After speeding through the Beaufort County Drug Court in 10 months -- a program that usually takes a year -- a 31-year-old Bluffton man stood at the front of a courtroom Tuesday with some words of wisdom for others facing trouble.
"If I can do it, y'all can do it, too," he said. "Just do what you have to do to get out of here."
The man pleaded guilty to a grand larceny charge last year but had it expunged from his criminal record. He was given a standing ovation from attorneys, drug and alcohol counselors, and more than 30 others crowded into the small courtroom.
Success stories like this are why 14th Circuit Solicitor Duffie Stone says he took hold of the county Drug Court -- which had been plagued by controversy -- in September 2009.
"The kid that is graduating from our program tonight won't be breaking into anyone's house tomorrow," Stone said. "At the end of the day, it's all about public safety. Our program has been succeeding through a cooperative effort among a very dedicated group of professionals. That's how it's supposed to work."
Stone didn't always have such confidence.
A TROUBLED PAST
Beaufort County's Drug Court, which diverts nonviolent offenders facing drug charges from prison into rehabilitation, has its own troubled past.
For years, it was funded by contributions from local towns, including Hilton Head Island, Beaufort, as well as Beaufort County. However, it operated as an independent nonprofit organization with little oversight, under former director and judge Manning Smith.
Smith began his work with the Drug Court as a volunteer in 2001, but by 2008, he was earning $60,000 for part-time work as the program's director, according to IRS records.
By August 2009, S.C. Supreme Court Chief Justice Jean Toal had stripped Smith of his position. Though Toal never disclosed why she revoked Smith's judgeship, her decision came just days after Smith's wife, former Beaufort County Clerk of Court Elizabeth Smith, was charged with misusing public funds. Elizabeth Smith was found guilty and sentenced to probation last year.
A federal investigation later revealed that she also diverted federal child support enforcement funds to the Drug Court to help pay her husband's salary and other Drug Court costs. She pleaded guilty in April and is awaiting sentencing, according to the U.S. Attorney's Office.
Even before federal investigators revealed financial mismanagement, Stone said he seldom referred cases to Drug Court.
"I had no confidence in the program, and I think, as the events of history have unfolded, it's become pretty obvious why," Stone said.
Since taking over the court two years ago, Stone said he has emphasized accountability.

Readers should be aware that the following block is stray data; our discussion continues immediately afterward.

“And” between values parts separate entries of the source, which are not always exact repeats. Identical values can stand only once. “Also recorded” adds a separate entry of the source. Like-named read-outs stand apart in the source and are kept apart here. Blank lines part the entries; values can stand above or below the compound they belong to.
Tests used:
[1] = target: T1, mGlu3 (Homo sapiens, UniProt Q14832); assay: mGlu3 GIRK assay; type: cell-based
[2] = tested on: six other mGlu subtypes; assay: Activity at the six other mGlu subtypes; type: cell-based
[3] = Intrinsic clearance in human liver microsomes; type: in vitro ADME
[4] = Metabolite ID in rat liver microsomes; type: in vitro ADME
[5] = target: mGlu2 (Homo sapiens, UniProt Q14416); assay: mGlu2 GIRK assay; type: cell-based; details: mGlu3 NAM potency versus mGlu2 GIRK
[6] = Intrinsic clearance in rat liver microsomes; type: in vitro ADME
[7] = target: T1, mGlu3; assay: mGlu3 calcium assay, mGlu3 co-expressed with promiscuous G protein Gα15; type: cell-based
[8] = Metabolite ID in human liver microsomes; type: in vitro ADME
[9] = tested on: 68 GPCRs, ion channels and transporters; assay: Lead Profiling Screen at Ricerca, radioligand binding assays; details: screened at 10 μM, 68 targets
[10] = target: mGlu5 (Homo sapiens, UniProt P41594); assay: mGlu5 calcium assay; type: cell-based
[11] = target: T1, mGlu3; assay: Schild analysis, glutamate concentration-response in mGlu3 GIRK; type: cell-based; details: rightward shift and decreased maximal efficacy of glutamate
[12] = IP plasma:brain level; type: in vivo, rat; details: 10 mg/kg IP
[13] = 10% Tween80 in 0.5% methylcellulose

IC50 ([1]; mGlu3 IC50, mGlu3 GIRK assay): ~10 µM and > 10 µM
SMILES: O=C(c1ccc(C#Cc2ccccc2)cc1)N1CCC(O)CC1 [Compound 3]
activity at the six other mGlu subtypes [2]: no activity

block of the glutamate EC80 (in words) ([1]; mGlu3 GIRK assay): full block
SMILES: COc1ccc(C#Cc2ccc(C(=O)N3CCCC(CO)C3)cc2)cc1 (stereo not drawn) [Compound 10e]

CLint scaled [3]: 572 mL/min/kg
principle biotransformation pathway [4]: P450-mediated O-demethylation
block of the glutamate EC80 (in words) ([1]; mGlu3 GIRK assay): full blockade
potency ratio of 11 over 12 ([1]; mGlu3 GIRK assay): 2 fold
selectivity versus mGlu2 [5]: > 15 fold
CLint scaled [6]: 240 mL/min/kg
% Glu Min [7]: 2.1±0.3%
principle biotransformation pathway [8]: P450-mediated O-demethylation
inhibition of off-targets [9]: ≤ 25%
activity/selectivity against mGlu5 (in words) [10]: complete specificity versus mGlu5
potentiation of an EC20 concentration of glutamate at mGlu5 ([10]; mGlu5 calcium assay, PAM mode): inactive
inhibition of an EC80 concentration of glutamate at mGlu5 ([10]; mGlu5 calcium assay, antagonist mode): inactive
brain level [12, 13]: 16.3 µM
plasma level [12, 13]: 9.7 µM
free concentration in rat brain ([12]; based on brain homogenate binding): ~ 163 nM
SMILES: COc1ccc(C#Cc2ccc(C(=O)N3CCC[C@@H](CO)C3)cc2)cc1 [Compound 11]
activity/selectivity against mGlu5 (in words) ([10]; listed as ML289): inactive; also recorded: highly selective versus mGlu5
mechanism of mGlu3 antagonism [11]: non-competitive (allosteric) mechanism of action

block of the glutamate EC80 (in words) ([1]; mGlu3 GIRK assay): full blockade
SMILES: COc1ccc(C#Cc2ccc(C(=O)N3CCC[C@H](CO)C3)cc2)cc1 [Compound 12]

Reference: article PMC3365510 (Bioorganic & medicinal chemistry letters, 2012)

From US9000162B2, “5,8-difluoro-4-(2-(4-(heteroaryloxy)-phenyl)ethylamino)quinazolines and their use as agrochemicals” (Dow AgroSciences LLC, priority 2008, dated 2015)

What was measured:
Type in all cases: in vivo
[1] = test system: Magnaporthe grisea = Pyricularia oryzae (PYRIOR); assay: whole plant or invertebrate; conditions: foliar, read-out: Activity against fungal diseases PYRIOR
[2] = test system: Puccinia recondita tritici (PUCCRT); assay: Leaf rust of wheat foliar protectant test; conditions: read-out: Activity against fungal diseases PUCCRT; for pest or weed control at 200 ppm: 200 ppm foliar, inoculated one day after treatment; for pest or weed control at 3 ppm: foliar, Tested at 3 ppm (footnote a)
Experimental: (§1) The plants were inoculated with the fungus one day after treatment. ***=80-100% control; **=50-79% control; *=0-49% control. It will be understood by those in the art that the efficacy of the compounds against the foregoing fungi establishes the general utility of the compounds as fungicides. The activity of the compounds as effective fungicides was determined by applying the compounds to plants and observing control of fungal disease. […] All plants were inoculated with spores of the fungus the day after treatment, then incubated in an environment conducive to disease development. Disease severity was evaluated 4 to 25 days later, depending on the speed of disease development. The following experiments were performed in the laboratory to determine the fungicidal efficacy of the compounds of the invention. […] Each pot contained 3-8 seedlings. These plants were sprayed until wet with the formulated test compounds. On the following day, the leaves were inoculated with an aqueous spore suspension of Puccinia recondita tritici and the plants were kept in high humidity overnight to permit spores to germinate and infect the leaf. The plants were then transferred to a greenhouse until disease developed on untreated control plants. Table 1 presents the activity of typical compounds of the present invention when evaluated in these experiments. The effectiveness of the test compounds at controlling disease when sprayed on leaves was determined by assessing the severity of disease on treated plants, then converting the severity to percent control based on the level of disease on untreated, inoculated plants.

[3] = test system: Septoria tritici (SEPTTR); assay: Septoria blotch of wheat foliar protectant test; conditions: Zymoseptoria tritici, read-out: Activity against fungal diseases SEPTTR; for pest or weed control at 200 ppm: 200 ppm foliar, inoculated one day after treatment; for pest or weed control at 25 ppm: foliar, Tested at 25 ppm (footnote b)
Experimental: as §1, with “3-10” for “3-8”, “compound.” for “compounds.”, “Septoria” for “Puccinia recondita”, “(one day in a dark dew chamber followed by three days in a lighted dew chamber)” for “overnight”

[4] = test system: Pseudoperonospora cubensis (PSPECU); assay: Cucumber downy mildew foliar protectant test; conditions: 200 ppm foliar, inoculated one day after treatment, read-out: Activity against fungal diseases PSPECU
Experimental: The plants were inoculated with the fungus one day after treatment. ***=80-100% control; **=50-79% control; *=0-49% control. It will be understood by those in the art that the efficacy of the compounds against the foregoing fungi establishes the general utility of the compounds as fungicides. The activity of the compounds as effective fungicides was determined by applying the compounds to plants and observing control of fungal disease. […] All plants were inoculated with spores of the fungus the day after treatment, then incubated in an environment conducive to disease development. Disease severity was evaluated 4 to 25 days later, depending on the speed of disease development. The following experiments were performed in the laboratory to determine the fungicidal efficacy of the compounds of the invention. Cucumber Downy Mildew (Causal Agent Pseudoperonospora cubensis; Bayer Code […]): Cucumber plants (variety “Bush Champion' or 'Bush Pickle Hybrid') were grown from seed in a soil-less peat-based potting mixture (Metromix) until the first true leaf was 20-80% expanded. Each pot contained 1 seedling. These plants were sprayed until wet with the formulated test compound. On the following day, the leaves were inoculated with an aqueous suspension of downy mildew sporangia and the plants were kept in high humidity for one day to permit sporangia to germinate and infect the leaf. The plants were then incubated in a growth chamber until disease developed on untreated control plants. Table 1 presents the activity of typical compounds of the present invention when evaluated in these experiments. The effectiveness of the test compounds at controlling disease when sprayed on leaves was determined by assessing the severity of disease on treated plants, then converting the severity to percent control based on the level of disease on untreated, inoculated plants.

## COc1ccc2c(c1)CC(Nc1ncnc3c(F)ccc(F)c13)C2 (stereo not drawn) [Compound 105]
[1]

"They are two totally different programs," Stone said. "I can't get into all of the things that happened before, because I wasn't there and that wasn't our program. We have a different level of professionalism now."
A NEW BEGINNING
Michael Lee, a former Beaufort police captain who acts as the program's administrator, and retired Circuit Court Judge Gerald Smoak, the program's primary judge, form the nucleus of Stone's drug-court program.
Smoak has the power to impose sanctions, such as public service or additional treatment, on those who violate conditions of the program.
"We want people in this program who want to change their lives and get their lives back and will do everything we ask them to do," Smoak said. "It's not any easy program, by any means."
The three-phase program requires participants to regularly attend drug or alcohol counseling, pass scheduled and random drug tests and get a job, according to the Solicitor's Office.
Participants who don't comply can be booted from the program and sent to serve their original prison sentences, as one former participant found out recently.
"I had a guy come in and tell me he was selling cocaine," Smoak said. "He told me, 'Judge, I'm not doing it, I'm just selling it.' I appreciated his honesty, but you can't sell cocaine, so I had to send him back to Circuit Court, and he's now doing six years. I don't want to have to put people in jail, but I will."
The Bluffton man who graduated this week was the fourth person to graduate from the revamped program, which has 24 other participants, Lee said.
FUNDING CHALLENGES AHEAD?
Stone said the Drug Court's budget was about $148,000 this year, which includes state funding, a $48,500 contribution from the Town of Hilton Head and administrative fees of $1,800 paid by each participant.
Although he expects to come in under budget this year, Stone said he is concerned a decline in state and local governments' tax revenues will jeopardize the program.
"We've been able to keep a certain number of people in the program, and presumably, we will add some more people to the program at some point," Stone said. "What will that cost? We just don't know that yet. We won't know until we get there."
Whatever challenges lie ahead for Drug Court, Stone and his team said the program is worth saving and is making a difference.
"Days like today's graduation really make it all worth it," Lee said. "When you help someone, you're not just helping them, you're helping that person's family and that person's friends. You really can affect a lot of people by helping out that one person."